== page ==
Timeline Of A Personal Injury Lawsuit

Nov 4, 2020 | Legal Topics

timeline of personal injury lawsuit

The timeline of a personal injury lawsuit is a lengthy and complex one, and most people do not have experience with such legal proceedings. Understandably, you and your family are anxious to pursue the justice you deserve. Most personal injury claims are settled before they go to trial, but it’s still a good idea to know what to expect. This includes everything from your first meeting with an attorney to the end of the trial.

Meeting with a Personal Injury Attorney

After you receive medical treatment for your injury, meet with a personal injury attorney to find out if you have a valid claim. Most personal injury lawyers do not charge a consultation fee, so beware of those who do. 

It’s important that you bring any supporting documents for your case, including medical records, police reports, photos, and notes you’ve taken. Be prepared to answer any questions, as your attorney will need to fully understand your case.

Evaluating and Hiring a Personal Injury Attorney

It’s important to carefully select the right attorney for your claim, as this can mean the difference between winning and losing your case. Be sure to look for the top 10 attorney qualities, listed above, that will prove valuable in your case. Keep in mind during your initial meeting, a good attorney will never make promises about how much money you can expect to receive.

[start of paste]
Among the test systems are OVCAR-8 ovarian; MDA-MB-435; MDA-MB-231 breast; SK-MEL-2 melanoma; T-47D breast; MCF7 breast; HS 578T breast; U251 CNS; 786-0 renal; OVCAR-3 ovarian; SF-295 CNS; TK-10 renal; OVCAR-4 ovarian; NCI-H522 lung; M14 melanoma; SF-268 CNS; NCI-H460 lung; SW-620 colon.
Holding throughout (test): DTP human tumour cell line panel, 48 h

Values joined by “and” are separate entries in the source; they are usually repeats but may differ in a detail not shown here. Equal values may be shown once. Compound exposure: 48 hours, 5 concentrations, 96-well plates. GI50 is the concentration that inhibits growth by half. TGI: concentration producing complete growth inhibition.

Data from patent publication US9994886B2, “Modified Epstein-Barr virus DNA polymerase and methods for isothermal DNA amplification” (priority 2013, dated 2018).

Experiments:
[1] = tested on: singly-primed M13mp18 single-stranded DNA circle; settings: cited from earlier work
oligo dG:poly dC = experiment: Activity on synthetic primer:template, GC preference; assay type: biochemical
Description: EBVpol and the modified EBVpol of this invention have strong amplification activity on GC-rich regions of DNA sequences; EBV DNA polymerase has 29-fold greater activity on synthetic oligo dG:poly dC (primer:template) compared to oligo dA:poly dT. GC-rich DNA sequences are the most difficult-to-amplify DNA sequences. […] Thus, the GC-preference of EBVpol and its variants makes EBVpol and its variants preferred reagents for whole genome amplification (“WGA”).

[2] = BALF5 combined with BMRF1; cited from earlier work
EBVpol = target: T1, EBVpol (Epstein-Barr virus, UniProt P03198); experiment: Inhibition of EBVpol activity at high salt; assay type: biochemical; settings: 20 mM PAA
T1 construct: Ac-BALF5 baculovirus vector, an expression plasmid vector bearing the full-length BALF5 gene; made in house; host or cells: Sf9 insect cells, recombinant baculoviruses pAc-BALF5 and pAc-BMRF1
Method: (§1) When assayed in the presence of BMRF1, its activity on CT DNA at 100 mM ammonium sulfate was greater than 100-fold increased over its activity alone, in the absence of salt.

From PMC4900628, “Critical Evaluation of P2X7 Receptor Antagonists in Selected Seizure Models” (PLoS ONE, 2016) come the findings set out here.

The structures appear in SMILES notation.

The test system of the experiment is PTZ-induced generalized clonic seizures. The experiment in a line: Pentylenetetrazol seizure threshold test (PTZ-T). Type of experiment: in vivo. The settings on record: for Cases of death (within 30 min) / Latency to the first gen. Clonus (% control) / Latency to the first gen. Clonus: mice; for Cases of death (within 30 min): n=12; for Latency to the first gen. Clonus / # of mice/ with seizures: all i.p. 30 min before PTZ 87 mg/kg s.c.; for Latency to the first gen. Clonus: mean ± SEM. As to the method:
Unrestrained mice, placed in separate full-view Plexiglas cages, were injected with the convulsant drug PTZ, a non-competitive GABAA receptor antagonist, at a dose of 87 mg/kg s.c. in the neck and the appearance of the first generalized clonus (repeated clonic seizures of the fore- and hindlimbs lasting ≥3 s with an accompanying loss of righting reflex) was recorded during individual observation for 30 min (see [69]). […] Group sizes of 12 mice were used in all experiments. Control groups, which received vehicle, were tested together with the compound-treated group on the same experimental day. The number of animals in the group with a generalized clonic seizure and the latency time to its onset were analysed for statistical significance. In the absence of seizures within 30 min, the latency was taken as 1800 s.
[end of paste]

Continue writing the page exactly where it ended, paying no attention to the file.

Once you have made your decision, you will be asked to sign a client contract that specifies the exact attorney fee. Most personal injury attorneys are paid on a contingency basis, meaning there is no fee unless your case is successful.

Investigating Your Case

To understand your injuries, damages, and costs, your attorney will investigate your case. He or she will contact the insurance company directly and possibly the attorney representing the party responsible for your injuries. 

Your attorney will keep you up-to-date on any negotiations and developments throughout the litigation process. At this point, you must prioritize your medical treatment and return to your normal routine.

Settling Your Case Prior To Filing A Lawsuit

Only five percent of personal injury claims, especially those involving automobile accidents, actually go to trial. The remaining 95% are settled before a lawsuit is filed. While your attorney negotiates with the insurance company representing the party responsible for your injuries, be prepared to receive an offer of settlement. If the offer is made, your attorney will advise on whether or not you should accept it. 

Ultimately, you, and only you, have the power to decide if the settlement is acceptable. You don’t want to settle too early to get it over with, as you might not fully receive the compensation you deserve.

Filing Suit In Court

If an agreement cannot be reached on a settlement, your attorney will file a lawsuit in court, and a judge will set a deadline for each phase of the litigation proceedings. The length of your case will determine how long it will take to complete the process. Remember, your attorney has no control over the length of time it will take to resolve your case.?

Pre-Trial Phases